Hormone Therapy May Not Be So Therapeutic, Scientists Say

Hormone Therapy May Not Be So Therapeutic, Scientists Say

Hormone Therapy May Not Be So Therapeutic, Scientists Say

Recent research into how prostate cancer reacts to hormone therapy has revealed a startling and paradoxical trend: in some cases, these cancers have spread in the face of hormone therapy.

The Opposite of Helpful 

Hormone therapy — also called androgen deprivation therapy, or ADT — is a common treatment for localized prostate cancer. ADT is widely considered to be an excellent treatment for slowing the spread of many prostate cancers, often extending survival rates for two to three years, but it’s not without its drawbacks and side effects.

However, hormone therapy wouldn’t be a recommended treatment if the benefits didn’t outweigh the drawbacks. Yet this new research from a team of scientists from Cedars-Sinai Medical Center in Los Angeles finds some startling evidence: in some cases, ADT might cause cancer cells to develop a resistance to hormone therapy, paving the way for rampant growth.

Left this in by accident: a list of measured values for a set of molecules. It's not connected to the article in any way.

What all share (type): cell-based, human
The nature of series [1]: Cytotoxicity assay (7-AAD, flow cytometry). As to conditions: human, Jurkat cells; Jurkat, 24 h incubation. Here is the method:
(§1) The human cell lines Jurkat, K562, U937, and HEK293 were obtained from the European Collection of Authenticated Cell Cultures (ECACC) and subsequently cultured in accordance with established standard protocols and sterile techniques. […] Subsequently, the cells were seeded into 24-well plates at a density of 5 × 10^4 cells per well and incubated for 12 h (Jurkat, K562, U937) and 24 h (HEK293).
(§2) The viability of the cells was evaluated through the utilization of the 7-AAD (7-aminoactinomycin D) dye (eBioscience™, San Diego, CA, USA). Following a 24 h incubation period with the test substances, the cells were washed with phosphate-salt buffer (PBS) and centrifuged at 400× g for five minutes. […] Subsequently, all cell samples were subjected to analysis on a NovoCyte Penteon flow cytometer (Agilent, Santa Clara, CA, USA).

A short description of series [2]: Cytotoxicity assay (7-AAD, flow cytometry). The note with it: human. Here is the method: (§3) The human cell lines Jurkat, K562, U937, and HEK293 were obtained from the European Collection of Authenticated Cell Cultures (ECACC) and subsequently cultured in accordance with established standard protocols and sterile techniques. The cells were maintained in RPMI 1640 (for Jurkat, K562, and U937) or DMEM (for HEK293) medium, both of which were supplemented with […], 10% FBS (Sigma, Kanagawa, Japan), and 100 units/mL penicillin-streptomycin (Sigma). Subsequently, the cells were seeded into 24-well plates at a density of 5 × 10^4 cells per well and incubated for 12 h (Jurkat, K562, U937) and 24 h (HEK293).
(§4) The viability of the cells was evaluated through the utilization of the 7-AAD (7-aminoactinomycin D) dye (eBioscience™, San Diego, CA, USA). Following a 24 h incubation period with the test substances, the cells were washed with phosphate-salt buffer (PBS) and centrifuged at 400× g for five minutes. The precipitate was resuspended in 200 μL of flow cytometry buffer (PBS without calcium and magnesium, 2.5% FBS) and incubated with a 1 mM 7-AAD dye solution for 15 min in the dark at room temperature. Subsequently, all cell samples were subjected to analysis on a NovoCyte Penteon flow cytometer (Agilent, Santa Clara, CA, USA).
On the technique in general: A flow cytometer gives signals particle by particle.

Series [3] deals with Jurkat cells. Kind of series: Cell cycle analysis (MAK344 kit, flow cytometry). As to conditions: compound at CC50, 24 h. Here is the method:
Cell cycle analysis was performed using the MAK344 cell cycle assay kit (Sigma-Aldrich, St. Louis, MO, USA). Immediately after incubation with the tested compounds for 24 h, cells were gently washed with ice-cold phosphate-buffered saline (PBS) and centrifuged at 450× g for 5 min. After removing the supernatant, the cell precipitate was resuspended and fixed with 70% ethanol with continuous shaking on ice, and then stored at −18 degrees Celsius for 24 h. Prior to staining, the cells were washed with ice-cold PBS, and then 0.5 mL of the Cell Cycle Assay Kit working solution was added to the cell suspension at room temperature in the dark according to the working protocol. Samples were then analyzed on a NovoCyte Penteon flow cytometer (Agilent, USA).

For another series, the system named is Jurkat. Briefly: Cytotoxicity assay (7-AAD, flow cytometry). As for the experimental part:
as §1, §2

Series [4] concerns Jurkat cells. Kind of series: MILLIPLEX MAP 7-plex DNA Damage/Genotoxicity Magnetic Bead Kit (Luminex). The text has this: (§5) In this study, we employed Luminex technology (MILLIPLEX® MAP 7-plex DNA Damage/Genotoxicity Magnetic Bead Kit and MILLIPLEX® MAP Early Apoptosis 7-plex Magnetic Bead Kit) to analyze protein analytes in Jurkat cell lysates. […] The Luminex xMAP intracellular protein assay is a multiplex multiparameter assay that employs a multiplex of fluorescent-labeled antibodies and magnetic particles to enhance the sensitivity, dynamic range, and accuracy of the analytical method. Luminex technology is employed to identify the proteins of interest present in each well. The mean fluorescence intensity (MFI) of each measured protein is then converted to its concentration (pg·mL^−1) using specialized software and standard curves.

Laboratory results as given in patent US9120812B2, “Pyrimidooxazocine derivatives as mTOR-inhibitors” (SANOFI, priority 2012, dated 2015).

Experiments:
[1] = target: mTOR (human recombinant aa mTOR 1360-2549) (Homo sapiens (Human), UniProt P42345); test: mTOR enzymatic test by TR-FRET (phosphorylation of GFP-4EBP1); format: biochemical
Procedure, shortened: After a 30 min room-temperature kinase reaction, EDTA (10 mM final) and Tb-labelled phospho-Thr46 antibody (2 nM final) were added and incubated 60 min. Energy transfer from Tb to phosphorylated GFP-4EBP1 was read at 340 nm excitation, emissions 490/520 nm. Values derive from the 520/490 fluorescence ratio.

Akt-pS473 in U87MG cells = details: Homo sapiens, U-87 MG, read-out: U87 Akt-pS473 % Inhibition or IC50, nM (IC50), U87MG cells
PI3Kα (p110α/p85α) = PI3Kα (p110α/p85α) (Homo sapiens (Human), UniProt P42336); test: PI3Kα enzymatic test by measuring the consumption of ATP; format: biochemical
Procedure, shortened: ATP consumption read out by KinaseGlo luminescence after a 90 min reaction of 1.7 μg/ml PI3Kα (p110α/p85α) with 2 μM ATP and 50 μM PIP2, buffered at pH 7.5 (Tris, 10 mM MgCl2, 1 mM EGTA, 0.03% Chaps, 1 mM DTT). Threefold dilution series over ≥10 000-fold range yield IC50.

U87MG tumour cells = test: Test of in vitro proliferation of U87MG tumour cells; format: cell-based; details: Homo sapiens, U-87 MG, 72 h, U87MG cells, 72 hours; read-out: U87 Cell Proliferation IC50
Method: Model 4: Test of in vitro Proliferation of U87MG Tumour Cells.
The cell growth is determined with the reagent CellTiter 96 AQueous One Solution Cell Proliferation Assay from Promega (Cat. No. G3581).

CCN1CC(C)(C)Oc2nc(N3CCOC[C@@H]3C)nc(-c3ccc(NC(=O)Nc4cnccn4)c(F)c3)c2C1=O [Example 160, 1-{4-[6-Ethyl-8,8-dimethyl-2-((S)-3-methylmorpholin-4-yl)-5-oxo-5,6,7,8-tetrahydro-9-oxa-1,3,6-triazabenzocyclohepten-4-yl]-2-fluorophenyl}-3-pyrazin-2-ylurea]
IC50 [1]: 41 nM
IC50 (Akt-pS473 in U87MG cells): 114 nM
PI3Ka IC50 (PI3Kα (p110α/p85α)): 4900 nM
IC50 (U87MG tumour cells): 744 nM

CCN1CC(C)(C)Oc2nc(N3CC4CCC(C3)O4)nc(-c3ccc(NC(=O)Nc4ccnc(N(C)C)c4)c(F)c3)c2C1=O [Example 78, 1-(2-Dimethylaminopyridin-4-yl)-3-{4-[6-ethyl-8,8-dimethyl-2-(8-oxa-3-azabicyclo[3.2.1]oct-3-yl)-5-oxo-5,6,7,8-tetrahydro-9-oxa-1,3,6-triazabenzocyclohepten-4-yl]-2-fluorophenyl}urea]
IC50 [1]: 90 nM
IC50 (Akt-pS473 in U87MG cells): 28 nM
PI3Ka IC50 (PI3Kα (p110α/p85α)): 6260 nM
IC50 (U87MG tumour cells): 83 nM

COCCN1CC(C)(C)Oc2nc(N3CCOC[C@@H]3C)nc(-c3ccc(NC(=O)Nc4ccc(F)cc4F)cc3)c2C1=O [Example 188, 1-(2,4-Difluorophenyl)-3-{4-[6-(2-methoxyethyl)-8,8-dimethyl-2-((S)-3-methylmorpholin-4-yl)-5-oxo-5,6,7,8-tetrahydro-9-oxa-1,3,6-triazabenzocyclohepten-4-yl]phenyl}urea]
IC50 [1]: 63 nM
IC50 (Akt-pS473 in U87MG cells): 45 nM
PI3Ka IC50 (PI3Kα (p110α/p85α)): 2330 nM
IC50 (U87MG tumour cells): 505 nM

Unanticipated Effects

Based on the study, Cedars-Sinai researchers feel the mechanism for this change lies in how adenocarcinoma, a common type of cancer cell, responds to ADT. These cells seem to somehow change to become neuroendocrine cancer cells instead, an extremely rare form that afflicts less than 1 percent of men diagnosed with prostate cancer.

Neuroendocrine cells are, unfortunately, much more aggressive than adenocarcinoma cells. The process for this transformation lies in how hormone therapy can sometimes trigger the production of an amino acid known as glutamine in tissues that are in close proximity to tumors. Cancer cells can use this amino acid as fuel, which is well known; what’s new, though is the role that glutamine has in creating these supercharged cancer cells.

A Silver Lining?

If there’s any positive note that comes out of this rather distressing news, Simple blood tests can monitor the amount of glutamine production in a patient undergoing hormone therapy, which means that doctors may be able to monitor patients closely to determine if glutamine levels are spiking. This can be an indicator to slow down or halt hormone therapy altogether to prevent a patient’s cancer developing into a more aggressive type.

More research will be needed to determine when glutamine levels reach these thresholds. Scientists involved in the original study are currently formulating plans to test this new hypothesis, as this may help in the creation of a failsafe for patients undergoing ADT in the future, allowing them to alter treatment before the point of no return.

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